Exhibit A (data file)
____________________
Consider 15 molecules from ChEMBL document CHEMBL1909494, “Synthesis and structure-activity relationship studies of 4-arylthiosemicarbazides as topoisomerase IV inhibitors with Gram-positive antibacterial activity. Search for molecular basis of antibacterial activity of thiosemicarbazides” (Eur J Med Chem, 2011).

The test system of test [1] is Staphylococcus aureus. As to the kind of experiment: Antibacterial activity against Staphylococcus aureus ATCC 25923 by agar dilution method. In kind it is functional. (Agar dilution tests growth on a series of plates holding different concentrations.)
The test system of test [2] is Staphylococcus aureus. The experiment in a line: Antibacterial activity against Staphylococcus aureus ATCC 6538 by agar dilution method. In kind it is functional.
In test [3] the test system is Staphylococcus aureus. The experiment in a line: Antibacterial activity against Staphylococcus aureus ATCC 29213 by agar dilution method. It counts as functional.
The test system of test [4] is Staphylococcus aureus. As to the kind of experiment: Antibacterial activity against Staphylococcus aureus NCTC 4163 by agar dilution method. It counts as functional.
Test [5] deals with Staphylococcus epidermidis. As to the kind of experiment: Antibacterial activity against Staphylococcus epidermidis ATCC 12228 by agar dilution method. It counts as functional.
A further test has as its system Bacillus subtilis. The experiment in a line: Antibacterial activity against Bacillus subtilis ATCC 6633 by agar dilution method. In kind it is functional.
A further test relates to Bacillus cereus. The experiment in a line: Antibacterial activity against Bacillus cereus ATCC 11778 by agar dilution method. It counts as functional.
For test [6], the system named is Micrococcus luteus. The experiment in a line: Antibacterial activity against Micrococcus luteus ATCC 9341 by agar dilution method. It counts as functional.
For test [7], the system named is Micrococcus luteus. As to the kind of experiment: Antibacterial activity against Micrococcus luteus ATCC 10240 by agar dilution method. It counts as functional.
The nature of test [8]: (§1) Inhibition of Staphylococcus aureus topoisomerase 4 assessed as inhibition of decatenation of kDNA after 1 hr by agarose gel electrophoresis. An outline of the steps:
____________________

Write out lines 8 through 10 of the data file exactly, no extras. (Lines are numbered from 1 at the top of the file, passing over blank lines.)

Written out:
A further test relates to Bacillus cereus. The experiment in a line: Antibacterial activity against Bacillus cereus ATCC 11778 by agar dilution method. It counts as functional.
For test [6], the system named is Micrococcus luteus. The experiment in a line: Antibacterial activity against Micrococcus luteus ATCC 9341 by agar dilution method. It counts as functional.
For test [7], the system named is Micrococcus luteus. As to the kind of experiment: Antibacterial activity against Micrococcus luteus ATCC 10240 by agar dilution method. It counts as functional.